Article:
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Greater Portland Council of Governments announces fundraising effort to create housing for asylum seekers

GPCOG hopes to raise $1.5 million as part of a plan to create 200 transitional housing to use to shelter asylum seekers currently staying in hotels.

PORTLAND, Maine — According to the Greater Portland Council of Governments, there are currently about 400 families seeking asylum in Maine that are being housed at hotels across southern Maine. 

Now, GPCOG has announced a plan in hopes of creating new housing to support those arriving in Maine.

"Intentionally developed, permanent transitional housing will provide new arrivals in our communities with a safe and stable landing place," Belinda Ray, GPCOG Director of Strategic Partnerships, said. "It will also make much more efficient and effective use of limited taxpayers' dollars." 

On Thursday, GPCOG announced its Safe in Maine fund, which will raise money to create 200 transitional housing that will provide asylum seekers with temporary housing that would be more affordable than costly hotel rooms.

Officials with GPCOG are hoping to raise more than $1.5 million through grants, private donations, and municipal funding for the project and use that money to supplement public and private dollars to create the housing.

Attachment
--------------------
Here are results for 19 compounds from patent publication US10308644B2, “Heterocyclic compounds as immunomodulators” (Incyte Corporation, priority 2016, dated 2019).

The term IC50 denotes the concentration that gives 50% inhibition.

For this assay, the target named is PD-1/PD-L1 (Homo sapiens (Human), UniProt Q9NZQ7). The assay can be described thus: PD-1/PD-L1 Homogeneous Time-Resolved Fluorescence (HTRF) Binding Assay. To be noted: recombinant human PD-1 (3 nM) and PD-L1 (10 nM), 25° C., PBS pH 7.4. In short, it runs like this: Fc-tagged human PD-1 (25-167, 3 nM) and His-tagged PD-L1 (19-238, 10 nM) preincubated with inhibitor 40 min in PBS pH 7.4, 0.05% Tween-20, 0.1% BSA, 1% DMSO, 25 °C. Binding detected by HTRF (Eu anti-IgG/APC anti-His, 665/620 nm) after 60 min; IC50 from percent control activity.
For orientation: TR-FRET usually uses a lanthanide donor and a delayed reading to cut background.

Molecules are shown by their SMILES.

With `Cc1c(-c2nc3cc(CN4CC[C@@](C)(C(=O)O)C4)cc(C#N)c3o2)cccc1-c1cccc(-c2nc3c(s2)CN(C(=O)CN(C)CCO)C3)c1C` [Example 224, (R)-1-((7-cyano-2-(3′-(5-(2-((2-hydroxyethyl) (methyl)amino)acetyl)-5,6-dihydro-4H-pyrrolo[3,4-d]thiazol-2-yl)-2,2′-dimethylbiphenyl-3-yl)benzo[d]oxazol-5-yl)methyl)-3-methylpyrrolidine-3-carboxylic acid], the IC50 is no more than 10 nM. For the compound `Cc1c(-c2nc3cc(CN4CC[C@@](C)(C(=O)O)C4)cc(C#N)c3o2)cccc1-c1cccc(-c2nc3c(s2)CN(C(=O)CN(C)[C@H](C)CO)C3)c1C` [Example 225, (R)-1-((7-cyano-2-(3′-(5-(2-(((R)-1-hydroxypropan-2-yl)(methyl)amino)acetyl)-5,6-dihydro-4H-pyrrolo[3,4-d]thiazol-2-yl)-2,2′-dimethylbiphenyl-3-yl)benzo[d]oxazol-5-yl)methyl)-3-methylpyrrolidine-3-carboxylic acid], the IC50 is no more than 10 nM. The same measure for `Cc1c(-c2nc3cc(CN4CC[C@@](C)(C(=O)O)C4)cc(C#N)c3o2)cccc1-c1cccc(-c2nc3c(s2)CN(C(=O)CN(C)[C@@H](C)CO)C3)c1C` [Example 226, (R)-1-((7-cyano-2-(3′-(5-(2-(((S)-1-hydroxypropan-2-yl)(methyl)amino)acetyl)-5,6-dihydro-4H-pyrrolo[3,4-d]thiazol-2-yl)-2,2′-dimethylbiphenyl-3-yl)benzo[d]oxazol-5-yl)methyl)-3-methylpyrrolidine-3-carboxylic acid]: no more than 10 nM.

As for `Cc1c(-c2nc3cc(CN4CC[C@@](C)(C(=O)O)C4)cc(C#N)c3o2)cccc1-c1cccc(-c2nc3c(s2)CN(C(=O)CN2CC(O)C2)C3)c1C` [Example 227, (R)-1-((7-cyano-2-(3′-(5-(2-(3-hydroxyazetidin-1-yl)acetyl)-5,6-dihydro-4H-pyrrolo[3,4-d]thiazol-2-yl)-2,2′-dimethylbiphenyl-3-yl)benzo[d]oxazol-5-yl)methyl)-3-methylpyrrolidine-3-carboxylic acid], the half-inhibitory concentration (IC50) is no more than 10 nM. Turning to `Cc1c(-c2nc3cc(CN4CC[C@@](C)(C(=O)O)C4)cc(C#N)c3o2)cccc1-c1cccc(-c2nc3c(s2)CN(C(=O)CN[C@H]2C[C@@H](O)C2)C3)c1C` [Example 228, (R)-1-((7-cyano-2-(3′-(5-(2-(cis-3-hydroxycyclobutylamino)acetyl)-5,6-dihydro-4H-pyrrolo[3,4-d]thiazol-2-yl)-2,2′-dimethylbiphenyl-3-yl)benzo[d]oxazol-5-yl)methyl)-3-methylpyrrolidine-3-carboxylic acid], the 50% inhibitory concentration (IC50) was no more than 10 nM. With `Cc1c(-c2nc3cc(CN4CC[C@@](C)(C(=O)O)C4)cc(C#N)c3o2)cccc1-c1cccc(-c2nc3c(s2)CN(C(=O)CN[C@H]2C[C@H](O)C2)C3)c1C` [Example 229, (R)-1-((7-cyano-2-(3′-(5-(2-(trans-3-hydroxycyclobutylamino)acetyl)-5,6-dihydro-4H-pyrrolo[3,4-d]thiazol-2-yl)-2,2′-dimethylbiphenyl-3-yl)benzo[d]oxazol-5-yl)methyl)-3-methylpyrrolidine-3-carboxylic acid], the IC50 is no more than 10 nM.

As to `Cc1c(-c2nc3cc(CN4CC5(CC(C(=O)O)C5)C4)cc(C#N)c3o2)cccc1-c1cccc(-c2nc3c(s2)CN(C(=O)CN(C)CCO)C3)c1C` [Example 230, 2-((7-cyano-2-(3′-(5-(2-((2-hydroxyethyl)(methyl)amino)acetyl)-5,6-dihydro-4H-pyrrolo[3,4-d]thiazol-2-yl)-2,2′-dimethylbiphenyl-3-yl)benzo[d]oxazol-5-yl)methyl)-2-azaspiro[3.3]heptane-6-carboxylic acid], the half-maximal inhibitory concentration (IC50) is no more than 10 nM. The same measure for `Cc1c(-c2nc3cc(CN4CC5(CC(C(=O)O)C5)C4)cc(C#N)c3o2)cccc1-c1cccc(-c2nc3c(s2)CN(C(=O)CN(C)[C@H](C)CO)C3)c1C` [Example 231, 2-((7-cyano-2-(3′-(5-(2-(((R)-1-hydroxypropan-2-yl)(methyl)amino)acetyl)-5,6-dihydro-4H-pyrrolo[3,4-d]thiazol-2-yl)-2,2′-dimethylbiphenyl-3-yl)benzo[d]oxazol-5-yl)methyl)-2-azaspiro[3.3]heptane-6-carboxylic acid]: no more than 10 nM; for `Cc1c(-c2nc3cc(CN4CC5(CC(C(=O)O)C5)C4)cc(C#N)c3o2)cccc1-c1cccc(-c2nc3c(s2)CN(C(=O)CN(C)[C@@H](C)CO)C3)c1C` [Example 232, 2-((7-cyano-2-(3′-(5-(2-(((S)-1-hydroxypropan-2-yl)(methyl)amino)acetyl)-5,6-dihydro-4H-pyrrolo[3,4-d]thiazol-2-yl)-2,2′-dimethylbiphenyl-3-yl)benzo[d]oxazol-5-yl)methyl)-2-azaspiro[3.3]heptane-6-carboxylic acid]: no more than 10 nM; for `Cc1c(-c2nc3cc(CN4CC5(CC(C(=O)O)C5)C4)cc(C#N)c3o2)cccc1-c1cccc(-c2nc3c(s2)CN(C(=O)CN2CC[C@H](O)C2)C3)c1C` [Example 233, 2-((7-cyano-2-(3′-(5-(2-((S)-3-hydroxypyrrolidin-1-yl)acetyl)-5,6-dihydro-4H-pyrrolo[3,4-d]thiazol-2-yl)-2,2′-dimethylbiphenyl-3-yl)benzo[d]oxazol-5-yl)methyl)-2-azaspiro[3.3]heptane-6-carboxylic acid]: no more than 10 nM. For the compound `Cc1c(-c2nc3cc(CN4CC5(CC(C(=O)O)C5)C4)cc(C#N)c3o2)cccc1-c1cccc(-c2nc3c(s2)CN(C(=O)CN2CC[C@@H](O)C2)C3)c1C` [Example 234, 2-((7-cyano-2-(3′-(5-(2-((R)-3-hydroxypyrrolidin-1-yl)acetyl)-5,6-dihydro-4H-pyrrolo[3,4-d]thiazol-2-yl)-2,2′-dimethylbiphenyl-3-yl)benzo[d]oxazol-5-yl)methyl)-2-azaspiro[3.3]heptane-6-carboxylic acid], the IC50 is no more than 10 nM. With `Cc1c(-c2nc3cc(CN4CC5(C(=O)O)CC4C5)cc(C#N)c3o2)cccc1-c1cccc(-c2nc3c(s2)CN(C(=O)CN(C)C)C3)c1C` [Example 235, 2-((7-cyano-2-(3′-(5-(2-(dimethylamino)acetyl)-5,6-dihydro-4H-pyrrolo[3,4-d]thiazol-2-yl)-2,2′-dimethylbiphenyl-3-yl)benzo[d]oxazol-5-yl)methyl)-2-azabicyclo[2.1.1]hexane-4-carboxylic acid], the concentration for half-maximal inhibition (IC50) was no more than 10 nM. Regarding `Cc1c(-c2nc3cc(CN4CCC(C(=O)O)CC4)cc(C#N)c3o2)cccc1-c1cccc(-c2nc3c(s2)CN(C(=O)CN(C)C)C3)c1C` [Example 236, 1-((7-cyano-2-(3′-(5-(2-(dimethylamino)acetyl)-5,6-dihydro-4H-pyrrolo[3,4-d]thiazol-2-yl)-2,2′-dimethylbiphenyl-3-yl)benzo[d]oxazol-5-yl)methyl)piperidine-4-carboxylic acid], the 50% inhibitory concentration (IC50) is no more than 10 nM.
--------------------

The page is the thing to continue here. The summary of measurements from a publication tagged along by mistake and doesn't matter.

The agency has been exploring housing solutions for asylum seekers, including new construction, quick-build modular units, and renovations of existing buildings. Ray says that it has not been decided where the transitional housing will be built, but that there are currently six locations in southern Maine being considered. 

"We want this to be something that will be solidly and comprehensively established so it can serve us for decades," Ray said. 

Ray says she hopes in the future this transitional housing can be used to allow new workers to relocate to the state for jobs while they seek permanent housing or to provide temporary accommodations for seasonal workers or people with H1-B visas.

According to GPCOG, it costs roughly $12,000 per month to house and provide meals for an asylum-seeking family in a hotel. Right now, that is paid for by the federal government, but FEMA funding for this could expire in October. Leaders are hopeful this housing solution can provide relief to municipalities that are using large portions of their budgets to support asylum seekers. 

"This is a fantastic opportunity for the community at large to step in and say, we will help solve this problem," Portland Mayor Kate Snyder said. 

"The creation of transitional housing to assist asylum seekers is a systemic and structural change that we have been advocating for that will allow Maine to fully ethically welcome and embrace them," Mufalo Chitam, executive director of the Maine Immigrants Rights Coalition, said. "Today, asylum seekers in hotels can feel heard."

Leaders with GPCOG hope for the transitional housing to be completed in the next two years. Ray says they plan to work with a local developer on the project, but the developer has not been chosen yet. 

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